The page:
The performance of Harvey Stephens as the young Damien has invested the film with the chill of genuine credibility.
Time Out London
This apocalyptic movie mostly avoids physical gore to boost its relatively unoriginal storyline with suspense, some excellent acting (especially from Warner and Whitelaw), and a very deft, incident-packed script.
Suspenser starring Gregory Peck and Lee Remick as the unwitting parents of the Antichrist. Richard Donner's direction is taut. Players all are strong.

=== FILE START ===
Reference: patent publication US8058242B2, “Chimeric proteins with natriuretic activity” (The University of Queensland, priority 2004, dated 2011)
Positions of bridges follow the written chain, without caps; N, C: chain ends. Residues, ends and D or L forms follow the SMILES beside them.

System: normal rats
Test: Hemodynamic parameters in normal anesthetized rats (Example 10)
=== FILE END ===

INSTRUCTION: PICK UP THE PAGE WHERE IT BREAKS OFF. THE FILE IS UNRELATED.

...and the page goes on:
A bald-faced lamprey hitching its razor-tipped maw on the chassis of The Exorcist, The Omen’s Sunday-school parable of gothic Cathsploitation comes twice as thick and thrice as pious.
The Omen is a dumb and largely dull movie. No true connoisseur of kitsch will confuse the work of writer David Seltzer and director Richard Donner with the masterpiece of psychic manipulation contrived by William Peter Blatty and William Friedkin in The Exorcist, not to mention what the diabolical Roman Polanski made out of Ira Levin's Rosemary's Baby. [12 July 1976, p.69]